Bankruptcy Options for the Self-Employed


The bankruptcy process can be challenging, especially if you’re self-employed. Proof of income is one of the major factors in a bankruptcy case. When you’re not getting a paycheck from an employer, this presents unique issues; self-employed individuals, sole proprietors, and independent contractors don’t always have paystubs that immediately verify their income.

Self-employed workers, just like any other person, can file for Chapter 7 or Chapter 13 bankruptcy. With Chapter 7, you have an option that can discharge all your debts, including that from credit cards. Chapter 13 may discharge some debt, but you’ll still be required to pay the rest within three to five years. Either way, the courts will need to know what you are earning, especially when it’s necessary to determine what you can afford to pay.

How to Verify Your Self-Employment Income

If you’re not an employee of a company, you don’t receive a W-2 wage statement at the end of the year. However, the entity or person you work for should send a 1099 form that states what you earned from them. Even a spreadsheet that shows your income or PayPal payments is acceptable. You can also use bank statements that list your deposits.

Business owners who are self-employed must document their income and expenses, which you can keep a record of with cash and check deposits, receipts, copies of checks, invoices, contracts, or even emails that show what you were paid. There are many documents you can use, although it’s best to keep income, expense, and sales records on your computer.

The best documents to use include:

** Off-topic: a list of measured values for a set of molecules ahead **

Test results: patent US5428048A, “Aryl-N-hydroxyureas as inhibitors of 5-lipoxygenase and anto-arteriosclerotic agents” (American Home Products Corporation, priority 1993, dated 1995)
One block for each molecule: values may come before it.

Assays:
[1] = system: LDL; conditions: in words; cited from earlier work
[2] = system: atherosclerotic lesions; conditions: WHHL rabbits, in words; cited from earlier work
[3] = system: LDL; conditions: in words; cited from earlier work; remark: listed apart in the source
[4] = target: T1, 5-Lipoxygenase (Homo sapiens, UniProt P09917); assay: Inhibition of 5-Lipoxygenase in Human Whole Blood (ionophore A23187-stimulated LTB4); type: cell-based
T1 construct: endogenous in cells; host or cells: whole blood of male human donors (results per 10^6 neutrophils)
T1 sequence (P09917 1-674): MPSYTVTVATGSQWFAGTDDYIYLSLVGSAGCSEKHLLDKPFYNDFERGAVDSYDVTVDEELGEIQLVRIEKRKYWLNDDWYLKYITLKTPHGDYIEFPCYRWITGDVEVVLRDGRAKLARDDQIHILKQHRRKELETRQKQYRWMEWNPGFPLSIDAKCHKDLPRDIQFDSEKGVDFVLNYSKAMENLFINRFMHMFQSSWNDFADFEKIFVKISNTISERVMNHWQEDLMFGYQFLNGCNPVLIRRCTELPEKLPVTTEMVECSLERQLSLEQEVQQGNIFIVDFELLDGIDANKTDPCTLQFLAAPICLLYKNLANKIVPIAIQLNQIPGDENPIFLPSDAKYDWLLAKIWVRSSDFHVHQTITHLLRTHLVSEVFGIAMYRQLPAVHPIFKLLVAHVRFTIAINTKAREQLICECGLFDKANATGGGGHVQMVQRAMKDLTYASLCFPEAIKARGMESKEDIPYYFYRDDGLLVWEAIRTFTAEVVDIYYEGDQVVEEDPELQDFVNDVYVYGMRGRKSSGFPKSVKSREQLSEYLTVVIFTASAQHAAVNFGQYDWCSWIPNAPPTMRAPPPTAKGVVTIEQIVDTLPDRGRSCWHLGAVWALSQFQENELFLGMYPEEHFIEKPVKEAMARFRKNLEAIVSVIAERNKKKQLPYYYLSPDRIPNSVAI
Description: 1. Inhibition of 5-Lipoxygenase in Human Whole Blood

• Profit & Loss Statements: Businesses and individuals can keep income and expense records using dedicated software, which makes it easy to print out a profit and loss statement. Bankruptcy courts and trustees are very serious about accurate records that are clear and up to date.
  • Bank Statements: If you’re mainly paid in cash, bank statements provide the documentation you need to show your income. You’ll need bank statements to fill out profit and loss forms to submit to bankruptcy trustees.
  • Copies of Checks: Your bank can provide copies if you don’t have them. It may take time, so contact your bank as soon as possible in a bankruptcy case. The court or trustee may or may not ask for copies to back up your information.
  • Invoices: Rather than using check stubs, you can provide copies of invoices from your clients. These provide direct proof of income. When presenting invoices, only include the money you’ve received so far.
  • Tax Returns: Can be used in your bankruptcy filing if the previous six months of your income is recorded. Then you can verify your income using a Schedule C form. For Chapter 7, two years of federal tax returns are required; you’ll need four years of tax returns when filing for Chapter 13.

Reporting Your Income

To report your income in your bankruptcy petition, enter all monthly profits on Schedule I: Your Income. On your financial affairs statement, you’ll need to list both year-to-date earnings and what you made in total during the previous two years. Your Statement of Financial Affairs for Individuals Filing for Bankruptcy helps determine whether any fraud is involved, which may be suspected if your income is low, yet your lifestyle is considerably lavish. For the means test, you’ll need to provide what you earned during the six months prior to your bankruptcy filing.

OakTree Law Can Provide Bankruptcy Help

Our Los Angeles bankruptcy attorney can help you gather the appropriate information on your self-employment income and determine the best solution for you. We are familiar with the entire legal process. Therefore, our team can make filing for bankruptcy a positive solution. Request a free evaluation or call us at 888-348-2609 today!